It would appear that half of the nation is currently giving their all to the Wildlife Trust’s #30DaysWild campaign: each committing to a whole manner of unique and inspiring tasks aimed at bringing themselves, their children and those around them ever closer to nature. Truthfully, it is uplifting to witness (and read about) and, after time commitments prevented me taking part last year, I have been doing my best to keep up. Below is a little round-up of the ventures thus far.

Day 2 – Moths galore

Day two of this month’s wild extravaganza found me poised, at dawn, in the garden – excited to open my new moth trap and examine the treasures I hoped I would find inside. I was not disappointed and, like a child eager to open presents at Christmas, I soon began examining my catch and adding a few new species to by ever-growing garden list. Common species – Green and Spruce Carpet, Peppered Moth, Light Brown Apple Moth and the like – were, of course, well represented; as were a host of less frequently encountered gems. A personal highlight coming in the form of a hulking Poplar Hawkmoth, although Common Swift and a delightful White Ermine were similarly well received. Moth trapping has always been a favored pastime of mine but I owe #30DaysWild for inspiring me to pick it up once again. It is definitely something that every would-be naturalist should attempt at least once.

Peppered Moth - Stobswood (Trapped) (3)

Peppered Moth

Day 3 – An unexpected encounter

Setting out for the North of England Curlew Festival at the weekend, I had not anticipated the day ending with an encounter with one of my all-time favourite bird species. Sure enough, however, a spontaneous trip to a rather unassuming carpark at Sutton Bark soon found me gazing intently at a pair of marvelous Turtle Doves. A species which, to me, embodies everything pristine and beautiful about the British countryside that now, sadly, has become somewhat of a rarity. Due in no small part to the wholesale slaughter of the species as they migrate to our shores over Southern Europe – yes Malta, I do mean you. Anyways, it was a pleasure to gaze upon the dapper doves as they foraged around the feeders, delicate colours alive in the evening sun. The experience made all the better by the presence of Yellowhammer, Siskin and Great Spotted Woodpecker in the immediate vicinity and a surprise run-in with a Quail earlier on.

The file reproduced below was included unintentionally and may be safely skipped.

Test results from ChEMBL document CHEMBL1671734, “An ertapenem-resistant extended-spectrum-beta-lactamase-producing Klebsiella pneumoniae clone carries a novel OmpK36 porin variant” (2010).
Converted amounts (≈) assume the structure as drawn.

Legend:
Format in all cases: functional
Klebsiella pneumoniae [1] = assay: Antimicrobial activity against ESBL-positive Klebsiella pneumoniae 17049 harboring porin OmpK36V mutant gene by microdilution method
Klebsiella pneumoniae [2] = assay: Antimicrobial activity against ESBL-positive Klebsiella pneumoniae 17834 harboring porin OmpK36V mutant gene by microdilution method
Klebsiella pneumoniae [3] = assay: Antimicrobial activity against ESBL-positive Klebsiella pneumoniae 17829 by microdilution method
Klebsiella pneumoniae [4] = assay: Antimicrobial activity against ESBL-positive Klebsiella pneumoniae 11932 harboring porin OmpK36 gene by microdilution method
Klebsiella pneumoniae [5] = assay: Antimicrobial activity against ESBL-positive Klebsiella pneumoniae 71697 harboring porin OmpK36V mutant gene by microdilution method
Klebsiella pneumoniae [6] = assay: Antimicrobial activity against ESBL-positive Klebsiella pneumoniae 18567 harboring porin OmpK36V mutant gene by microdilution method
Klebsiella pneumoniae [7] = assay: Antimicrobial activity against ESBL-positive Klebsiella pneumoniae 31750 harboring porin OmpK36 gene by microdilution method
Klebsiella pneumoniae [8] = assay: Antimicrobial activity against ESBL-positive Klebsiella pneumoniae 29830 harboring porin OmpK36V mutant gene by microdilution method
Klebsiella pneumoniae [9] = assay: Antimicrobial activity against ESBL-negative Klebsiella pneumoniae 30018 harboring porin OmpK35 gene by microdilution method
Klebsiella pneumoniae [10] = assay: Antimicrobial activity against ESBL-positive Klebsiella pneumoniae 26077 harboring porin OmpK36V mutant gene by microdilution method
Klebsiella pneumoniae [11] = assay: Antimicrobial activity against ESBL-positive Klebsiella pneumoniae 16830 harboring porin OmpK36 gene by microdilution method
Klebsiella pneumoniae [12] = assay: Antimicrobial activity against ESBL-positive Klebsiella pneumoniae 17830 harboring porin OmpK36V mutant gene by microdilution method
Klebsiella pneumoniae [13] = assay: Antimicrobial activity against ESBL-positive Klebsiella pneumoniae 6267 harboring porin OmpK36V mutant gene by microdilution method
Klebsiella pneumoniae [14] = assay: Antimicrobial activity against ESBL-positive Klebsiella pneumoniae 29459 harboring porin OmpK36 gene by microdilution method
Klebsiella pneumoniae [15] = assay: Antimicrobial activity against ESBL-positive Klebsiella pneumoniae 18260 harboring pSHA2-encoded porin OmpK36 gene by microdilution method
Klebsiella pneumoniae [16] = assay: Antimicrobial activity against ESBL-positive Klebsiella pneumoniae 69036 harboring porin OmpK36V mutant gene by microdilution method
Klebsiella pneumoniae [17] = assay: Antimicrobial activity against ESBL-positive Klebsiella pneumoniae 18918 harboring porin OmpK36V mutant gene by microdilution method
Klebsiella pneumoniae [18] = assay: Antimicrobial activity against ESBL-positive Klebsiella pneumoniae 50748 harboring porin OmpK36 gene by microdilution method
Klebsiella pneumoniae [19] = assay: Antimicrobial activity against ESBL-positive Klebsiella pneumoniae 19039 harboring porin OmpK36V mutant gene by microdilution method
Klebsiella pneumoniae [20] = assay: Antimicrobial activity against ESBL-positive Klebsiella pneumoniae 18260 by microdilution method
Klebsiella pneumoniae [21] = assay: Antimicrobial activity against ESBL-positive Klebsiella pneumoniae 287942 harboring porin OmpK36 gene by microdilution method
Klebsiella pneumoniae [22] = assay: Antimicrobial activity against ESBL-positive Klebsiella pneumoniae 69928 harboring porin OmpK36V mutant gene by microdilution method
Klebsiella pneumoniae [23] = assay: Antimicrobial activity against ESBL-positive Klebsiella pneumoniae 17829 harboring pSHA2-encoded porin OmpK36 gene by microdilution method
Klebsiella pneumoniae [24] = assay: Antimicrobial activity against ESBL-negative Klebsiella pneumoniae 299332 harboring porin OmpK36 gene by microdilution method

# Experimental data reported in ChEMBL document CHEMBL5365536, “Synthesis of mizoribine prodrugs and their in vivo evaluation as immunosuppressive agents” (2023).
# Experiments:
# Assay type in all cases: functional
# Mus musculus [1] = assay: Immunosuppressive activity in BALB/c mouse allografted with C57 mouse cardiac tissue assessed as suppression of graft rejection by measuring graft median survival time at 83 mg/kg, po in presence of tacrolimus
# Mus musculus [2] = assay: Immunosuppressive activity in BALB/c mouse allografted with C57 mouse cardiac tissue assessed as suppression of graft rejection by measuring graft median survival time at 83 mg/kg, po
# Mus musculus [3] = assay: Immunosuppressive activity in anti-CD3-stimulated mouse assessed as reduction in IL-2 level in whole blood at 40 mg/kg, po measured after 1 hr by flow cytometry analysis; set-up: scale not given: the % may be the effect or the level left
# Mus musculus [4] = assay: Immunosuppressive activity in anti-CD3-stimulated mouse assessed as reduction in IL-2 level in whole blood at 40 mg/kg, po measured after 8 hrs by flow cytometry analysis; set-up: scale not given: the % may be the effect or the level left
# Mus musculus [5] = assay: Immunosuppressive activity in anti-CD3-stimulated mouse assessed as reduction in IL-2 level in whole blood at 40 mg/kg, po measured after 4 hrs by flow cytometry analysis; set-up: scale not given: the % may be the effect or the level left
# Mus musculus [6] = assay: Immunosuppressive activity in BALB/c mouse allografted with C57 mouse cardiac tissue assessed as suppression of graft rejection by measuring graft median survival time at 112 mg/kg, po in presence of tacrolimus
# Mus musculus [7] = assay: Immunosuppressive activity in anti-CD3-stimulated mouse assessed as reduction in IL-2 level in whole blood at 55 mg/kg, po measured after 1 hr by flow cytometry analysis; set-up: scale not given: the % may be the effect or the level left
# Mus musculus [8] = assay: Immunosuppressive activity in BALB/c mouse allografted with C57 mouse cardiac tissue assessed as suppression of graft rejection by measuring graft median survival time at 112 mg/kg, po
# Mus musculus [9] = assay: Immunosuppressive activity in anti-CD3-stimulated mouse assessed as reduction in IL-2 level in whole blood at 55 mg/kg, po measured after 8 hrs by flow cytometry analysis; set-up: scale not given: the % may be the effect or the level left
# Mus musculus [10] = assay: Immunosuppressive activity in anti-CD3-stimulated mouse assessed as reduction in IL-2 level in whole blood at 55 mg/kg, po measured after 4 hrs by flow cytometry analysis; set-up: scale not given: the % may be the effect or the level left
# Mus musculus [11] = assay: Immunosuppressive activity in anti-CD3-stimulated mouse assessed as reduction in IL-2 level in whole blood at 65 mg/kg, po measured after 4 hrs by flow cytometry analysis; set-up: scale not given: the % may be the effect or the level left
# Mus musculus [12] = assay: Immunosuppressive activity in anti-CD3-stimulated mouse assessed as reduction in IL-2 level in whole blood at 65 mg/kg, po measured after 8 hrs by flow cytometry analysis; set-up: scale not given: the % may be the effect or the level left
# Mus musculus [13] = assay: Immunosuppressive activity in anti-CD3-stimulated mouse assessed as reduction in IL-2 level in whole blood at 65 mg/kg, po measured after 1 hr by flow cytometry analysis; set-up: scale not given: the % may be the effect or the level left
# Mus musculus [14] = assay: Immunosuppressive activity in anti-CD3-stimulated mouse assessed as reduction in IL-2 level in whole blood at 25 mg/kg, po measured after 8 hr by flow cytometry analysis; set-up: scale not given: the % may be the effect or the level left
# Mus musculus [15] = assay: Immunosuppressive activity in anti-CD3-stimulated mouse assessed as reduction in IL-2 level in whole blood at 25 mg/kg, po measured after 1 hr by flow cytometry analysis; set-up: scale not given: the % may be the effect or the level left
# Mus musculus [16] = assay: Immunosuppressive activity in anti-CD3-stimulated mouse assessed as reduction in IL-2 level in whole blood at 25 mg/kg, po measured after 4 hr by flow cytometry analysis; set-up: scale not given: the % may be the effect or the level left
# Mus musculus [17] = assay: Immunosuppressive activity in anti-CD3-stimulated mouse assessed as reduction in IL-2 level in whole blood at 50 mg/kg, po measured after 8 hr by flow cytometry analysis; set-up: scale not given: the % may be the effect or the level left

Day 4 – Enjoying a deluge

The weather yesterday was despicable, at least here in Northumberland where it poured from early morning through to late afternoon, and then again at night. Usually, this would leave me housebound but in keeping with the spirit of the month, I decided to brave the weather and head out into the garden, keen to see how the local wildlife was coping with the monsoon. Here a monumental number of white-lipped and garden snails – 122 in total – moved with surprising speed across the lawn, clearly spurred on by the favorable weather. Slugs, of all shapes, sizes, and colours, emerged too; while by the pond, the Common Frogs appeared thoroughly delighted by the constant fall of droplets. With nine individuals – ranging from small, first year individuals to whopping adults – maneuvered around the margins in search of prey. Forty-five minutes of soggy wonder was soon topped off nicely when a Smooth Newt was also found beside the lawn. Rain may frustrate humans, but it would seem our wildlife is less perturbed.

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